My friend told me recently that he had a discussion with his roommate and his roommate’s girlfriend about the different ways in which languages are learned. The roommate learned to speak Spanish at home, while his girlfriend learned to speak Spanish in school. The girlfriend apparently speaks the language more “correctly” and can thoroughly understand the grammar of the language, whereas the roommate has been able to communicate in the way that he learned at home without necessarily being able to describe those same grammar rules.
As someone who studies Italian, the question of the correct way to speak a language is an interesting one for me. It is an especially interesting topic for the Italian language because Italy only became a unified nation in 1861, and its many regions all speak different dialects. When Italian children go to school, they are taught how to speak the “proper” and “standard” Italian. It seems almost strange to tell people that their mother tongue is somehow incorrect when they are able to aptly communicate with people from their homes. Much of the development of the modern Italian language occurred over a time in which certain people, such as Francesco Petrarca, wanted a unified Italy. Dante, Petrarca, and Boccaccio are considered among the greatest Italian writers, even though they lived during a time in which there wasn’t even a nation called “Italy”. Eventually the standard for poetry was provided by Petrarca and prose by Boccaccio, but each wrote in their own dialects. Therefore, the development of modern Italian is highly influenced by their own Tuscan roots.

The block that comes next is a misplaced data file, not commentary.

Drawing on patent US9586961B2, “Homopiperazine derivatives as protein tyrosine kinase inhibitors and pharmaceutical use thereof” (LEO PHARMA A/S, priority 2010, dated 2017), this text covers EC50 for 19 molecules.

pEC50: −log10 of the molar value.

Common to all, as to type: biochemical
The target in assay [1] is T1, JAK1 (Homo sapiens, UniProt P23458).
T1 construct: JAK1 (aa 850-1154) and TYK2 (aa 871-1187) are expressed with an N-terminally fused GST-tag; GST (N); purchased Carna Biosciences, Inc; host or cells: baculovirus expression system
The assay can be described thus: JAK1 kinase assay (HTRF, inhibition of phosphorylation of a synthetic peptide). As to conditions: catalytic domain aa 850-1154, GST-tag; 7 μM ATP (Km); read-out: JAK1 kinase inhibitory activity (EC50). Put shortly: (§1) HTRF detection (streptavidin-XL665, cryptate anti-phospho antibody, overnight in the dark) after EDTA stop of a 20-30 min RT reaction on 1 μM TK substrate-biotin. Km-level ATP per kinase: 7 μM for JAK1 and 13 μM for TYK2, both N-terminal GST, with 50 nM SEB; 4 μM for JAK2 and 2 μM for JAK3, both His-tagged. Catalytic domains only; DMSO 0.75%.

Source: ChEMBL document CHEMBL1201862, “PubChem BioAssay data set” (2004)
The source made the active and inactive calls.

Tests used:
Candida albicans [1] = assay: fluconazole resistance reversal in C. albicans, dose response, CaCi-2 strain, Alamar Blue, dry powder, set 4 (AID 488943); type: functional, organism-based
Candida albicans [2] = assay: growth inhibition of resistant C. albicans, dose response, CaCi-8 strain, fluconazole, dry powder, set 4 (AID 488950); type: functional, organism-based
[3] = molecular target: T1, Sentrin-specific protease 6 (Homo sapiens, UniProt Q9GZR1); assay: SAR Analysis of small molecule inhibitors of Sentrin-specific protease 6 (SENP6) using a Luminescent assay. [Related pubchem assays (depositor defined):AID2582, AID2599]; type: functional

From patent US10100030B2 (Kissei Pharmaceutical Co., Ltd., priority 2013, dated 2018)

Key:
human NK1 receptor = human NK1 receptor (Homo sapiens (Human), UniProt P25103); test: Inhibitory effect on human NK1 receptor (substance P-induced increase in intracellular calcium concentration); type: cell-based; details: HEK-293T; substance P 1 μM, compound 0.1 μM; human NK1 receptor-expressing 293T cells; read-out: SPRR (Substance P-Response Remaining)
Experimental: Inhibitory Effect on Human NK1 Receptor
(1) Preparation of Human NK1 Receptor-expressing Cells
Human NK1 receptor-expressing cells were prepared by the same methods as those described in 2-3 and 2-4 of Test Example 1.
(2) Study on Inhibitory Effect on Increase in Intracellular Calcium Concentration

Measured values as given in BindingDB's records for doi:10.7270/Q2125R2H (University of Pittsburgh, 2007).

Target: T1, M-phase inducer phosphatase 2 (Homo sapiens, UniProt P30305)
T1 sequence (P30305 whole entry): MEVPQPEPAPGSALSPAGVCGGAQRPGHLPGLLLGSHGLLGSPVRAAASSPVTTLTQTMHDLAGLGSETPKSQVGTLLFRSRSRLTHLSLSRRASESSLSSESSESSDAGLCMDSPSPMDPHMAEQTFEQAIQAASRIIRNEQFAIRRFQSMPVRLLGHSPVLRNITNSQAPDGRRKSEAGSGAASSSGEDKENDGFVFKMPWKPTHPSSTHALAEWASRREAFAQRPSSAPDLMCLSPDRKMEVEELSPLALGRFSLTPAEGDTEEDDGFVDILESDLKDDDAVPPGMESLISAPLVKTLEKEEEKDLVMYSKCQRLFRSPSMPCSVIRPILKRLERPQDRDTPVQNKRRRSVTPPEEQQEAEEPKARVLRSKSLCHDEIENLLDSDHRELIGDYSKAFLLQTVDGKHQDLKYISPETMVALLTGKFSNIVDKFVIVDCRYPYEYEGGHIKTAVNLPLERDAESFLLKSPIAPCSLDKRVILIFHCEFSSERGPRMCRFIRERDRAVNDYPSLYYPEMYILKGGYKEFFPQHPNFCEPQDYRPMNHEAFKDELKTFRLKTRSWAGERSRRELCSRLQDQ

This brings me to my own personal story. My mother, an Italian-born woman, once spoke with a coworker in Italian because he had found out that my mother was Italian. He used the Italian that he had learned through his education while she used the language with which she was raised. The coworker commented that the language she spoke was not truly Italian.
So what does it mean to speak a language correctly? If I make grammar mistakes in my Italian courses, I’m marked down. The same is true with regard to English grammar in many other classes. Who gets to choose what the standard is for a language? What are the possible ramifications of saying that another person’s mother tongue isn’t “proper”? Does a type of class system form in which the wealthier and more educated can exert their influence and create standards by which they can distinguish themselves from the rest? As someone who loves majoring in a language, I am not suggesting that we should dismantle grammar rules. There is a sense of unity and community that comes from speaking a common language in the same way, which undoubtedly helped in providing a sense of solidarity among the different Italian peoples. What I am suggesting is that people should be conscious of the ways in which they address how other people choose to express themselves, especially in colloquial settings. The ways that we speak are formed by the people with whom we interact and where we develop those language skills, and so there will always be people who will be able to understand these “incorrect” or “improper” methods of communication as perfectly normal.
Pride is the enemy of learning a language. Students of languages, by virtue of not being native to the language, should work to speak the way most native people speak for practical reasons. However, it seems silly to assert that native speakers somehow don’t speak their own language properly, and even sillier when that opinion comes from someone who is a student of the language. Assuming that what one learns in a classroom is the only way that native speakers should communicate creates a narrow view of what it means speak a language. As in many other areas of education, students of languages should especially recognize that they are lifelong learners, being open to new and different ways by which people communicate.